Concepts: Coral reef, Geographic information system, Map, Remote sensing, Surveying, Topographic map, Digital elevation model, Full Spectral Imaging


Topographic variation underpins a myriad of patterns and processes in hydrology, climatology, geography and ecology and is key to understanding the variation of life on the planet. A fully standardized and global multivariate product of different terrain features has the potential to support many large-scale research applications, however to date, such datasets are unavailable. Here we used the digital elevation model products of global 250 m GMTED2010 and near-global 90 m SRTM4.1dev to derive a suite of topographic variables: elevation, slope, aspect, eastness, northness, roughness, terrain roughness index, topographic position index, vector ruggedness measure, profile/tangential curvature, first/second order partial derivative, and 10 geomorphological landform classes. We aggregated each variable to 1, 5, 10, 50 and 100 km spatial grains using several aggregation approaches. While a cross-correlation underlines the high similarity of many variables, a more detailed view in four mountain regions reveals local differences, as well as scale variations in the aggregated variables at different spatial grains. All newly-developed variables are available for download at Data Citation 1 and for download and visualization at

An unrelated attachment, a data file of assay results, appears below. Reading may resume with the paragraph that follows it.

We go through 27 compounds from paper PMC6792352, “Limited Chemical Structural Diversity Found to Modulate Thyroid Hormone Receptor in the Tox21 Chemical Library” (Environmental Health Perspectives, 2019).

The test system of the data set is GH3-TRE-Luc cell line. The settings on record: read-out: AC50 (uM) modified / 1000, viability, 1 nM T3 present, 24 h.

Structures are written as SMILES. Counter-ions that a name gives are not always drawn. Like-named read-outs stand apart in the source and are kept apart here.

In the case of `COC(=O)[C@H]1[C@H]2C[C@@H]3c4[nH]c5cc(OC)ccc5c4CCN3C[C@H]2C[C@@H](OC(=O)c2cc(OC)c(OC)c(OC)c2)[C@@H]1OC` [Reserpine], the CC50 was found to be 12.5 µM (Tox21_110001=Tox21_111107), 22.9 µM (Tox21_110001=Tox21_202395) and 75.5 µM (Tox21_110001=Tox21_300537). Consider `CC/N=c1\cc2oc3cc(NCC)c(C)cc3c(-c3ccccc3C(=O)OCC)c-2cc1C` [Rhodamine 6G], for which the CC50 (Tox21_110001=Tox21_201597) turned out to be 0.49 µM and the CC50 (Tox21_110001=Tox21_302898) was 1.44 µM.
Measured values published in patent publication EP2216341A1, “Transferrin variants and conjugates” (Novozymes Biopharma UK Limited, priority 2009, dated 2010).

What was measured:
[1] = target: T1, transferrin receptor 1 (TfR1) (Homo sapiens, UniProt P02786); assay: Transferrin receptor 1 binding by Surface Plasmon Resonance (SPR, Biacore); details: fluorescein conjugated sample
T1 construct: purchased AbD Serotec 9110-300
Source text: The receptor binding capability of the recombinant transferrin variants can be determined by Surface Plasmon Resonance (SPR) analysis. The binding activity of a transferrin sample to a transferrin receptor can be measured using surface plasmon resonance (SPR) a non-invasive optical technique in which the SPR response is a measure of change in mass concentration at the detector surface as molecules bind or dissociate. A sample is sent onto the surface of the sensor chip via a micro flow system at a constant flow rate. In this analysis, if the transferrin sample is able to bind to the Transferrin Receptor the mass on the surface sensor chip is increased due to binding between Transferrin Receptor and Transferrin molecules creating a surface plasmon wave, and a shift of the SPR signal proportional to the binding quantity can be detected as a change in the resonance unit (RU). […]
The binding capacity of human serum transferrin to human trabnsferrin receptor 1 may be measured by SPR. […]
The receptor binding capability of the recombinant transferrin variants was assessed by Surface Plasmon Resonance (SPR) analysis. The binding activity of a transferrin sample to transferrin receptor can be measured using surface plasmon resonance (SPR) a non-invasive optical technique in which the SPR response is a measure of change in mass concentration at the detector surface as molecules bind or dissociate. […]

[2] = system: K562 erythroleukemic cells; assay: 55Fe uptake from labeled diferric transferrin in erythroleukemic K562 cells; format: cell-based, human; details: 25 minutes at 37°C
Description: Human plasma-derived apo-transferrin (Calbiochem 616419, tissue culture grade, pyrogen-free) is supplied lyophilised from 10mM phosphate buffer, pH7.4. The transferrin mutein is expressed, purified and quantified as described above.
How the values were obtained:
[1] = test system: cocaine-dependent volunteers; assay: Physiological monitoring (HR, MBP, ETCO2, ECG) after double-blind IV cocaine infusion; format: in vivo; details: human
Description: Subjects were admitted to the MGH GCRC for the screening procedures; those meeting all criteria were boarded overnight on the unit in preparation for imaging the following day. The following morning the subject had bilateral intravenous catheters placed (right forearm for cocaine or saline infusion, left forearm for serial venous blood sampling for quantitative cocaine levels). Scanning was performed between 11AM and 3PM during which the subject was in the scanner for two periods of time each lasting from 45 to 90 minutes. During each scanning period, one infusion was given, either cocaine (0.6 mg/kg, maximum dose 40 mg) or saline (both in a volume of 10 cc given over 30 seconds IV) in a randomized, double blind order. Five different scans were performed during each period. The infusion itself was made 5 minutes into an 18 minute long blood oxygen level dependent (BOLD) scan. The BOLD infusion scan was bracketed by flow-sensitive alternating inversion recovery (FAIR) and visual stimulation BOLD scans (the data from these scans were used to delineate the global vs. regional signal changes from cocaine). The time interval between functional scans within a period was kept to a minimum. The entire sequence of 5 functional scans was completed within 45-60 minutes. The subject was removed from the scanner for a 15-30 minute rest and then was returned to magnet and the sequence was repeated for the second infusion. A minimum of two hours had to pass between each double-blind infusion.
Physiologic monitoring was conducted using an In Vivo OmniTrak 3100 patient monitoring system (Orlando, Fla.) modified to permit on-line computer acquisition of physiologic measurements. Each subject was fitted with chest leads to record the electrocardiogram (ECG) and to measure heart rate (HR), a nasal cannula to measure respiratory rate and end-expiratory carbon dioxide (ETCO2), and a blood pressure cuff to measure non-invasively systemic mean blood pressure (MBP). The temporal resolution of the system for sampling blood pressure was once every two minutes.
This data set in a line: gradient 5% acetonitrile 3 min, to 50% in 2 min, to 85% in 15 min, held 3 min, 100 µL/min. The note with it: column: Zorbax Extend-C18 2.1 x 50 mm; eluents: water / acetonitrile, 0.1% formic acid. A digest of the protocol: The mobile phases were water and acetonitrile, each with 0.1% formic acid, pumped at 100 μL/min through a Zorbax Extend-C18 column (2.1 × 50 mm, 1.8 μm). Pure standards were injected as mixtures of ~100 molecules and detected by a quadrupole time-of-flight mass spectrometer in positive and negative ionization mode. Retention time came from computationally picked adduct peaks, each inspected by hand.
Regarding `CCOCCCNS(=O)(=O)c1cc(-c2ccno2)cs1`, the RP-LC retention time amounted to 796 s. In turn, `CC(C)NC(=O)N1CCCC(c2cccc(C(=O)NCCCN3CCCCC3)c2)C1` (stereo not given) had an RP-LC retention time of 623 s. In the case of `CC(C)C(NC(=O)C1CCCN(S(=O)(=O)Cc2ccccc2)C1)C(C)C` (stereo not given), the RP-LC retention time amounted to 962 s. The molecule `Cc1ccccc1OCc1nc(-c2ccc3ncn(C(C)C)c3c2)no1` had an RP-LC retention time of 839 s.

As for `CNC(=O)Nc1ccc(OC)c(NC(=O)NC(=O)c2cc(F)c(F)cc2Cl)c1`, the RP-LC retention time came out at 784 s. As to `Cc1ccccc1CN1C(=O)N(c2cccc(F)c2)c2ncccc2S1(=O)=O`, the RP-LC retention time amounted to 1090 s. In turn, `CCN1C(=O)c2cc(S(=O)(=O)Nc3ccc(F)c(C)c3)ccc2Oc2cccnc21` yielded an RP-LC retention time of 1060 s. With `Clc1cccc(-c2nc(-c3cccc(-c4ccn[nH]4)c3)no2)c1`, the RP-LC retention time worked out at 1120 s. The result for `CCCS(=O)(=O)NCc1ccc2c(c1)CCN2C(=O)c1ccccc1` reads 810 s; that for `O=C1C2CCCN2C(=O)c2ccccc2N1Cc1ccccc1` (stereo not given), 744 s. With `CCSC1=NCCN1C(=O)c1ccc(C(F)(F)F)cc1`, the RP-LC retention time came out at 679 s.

Concepts: Derivative, Topography, Physical geography, Topographic map, Geomorphology, Digital elevation model, Landform, Terrain